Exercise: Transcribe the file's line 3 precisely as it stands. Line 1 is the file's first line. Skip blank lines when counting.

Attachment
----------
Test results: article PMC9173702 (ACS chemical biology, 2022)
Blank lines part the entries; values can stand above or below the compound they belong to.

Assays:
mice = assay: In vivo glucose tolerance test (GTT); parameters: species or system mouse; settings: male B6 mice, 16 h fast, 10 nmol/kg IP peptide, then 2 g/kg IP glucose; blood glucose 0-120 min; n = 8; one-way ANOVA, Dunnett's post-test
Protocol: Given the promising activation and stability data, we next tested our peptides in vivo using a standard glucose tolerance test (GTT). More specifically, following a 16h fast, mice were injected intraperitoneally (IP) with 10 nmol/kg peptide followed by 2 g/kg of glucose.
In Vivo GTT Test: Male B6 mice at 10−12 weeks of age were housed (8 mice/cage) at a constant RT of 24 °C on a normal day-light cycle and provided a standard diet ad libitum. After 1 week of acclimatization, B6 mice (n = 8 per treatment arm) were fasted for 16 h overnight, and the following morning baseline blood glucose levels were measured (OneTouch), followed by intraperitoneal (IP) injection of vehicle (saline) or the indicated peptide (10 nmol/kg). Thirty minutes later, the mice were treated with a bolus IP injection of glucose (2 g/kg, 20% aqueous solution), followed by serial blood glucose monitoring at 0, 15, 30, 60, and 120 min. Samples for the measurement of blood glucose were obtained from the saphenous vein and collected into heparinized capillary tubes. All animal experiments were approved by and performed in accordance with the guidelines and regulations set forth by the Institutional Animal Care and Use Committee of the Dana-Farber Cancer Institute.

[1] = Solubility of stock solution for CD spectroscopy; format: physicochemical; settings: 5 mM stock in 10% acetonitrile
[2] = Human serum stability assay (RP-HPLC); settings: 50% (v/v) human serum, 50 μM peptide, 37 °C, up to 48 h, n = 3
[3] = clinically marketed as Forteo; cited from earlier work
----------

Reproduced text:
Assays: